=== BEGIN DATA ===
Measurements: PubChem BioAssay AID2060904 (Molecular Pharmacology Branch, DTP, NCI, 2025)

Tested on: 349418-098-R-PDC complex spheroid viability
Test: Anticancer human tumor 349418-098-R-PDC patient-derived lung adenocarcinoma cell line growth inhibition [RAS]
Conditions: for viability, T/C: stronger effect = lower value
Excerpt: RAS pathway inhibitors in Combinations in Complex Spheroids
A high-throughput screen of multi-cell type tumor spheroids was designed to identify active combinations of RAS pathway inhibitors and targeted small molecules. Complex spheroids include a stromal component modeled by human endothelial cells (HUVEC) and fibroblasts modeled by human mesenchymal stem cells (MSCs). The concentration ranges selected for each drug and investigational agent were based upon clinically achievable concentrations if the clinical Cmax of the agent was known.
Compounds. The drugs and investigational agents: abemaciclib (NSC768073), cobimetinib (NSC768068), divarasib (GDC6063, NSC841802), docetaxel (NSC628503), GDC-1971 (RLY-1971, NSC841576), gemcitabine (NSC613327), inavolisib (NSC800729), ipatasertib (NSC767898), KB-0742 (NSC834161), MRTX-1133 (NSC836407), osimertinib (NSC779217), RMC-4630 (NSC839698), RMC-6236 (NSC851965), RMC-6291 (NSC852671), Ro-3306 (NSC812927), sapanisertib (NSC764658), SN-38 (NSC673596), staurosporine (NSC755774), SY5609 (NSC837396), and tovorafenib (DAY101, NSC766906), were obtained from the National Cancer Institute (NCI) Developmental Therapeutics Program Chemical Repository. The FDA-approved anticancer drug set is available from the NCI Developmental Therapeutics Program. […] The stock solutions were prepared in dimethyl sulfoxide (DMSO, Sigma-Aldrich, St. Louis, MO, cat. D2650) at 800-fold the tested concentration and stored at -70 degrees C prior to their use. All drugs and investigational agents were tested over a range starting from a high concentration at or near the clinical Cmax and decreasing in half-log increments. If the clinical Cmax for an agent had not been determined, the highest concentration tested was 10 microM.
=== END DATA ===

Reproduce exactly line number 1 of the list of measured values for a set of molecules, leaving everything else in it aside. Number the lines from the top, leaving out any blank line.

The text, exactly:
Measurements: PubChem BioAssay AID2060904 (Molecular Pharmacology Branch, DTP, NCI, 2025)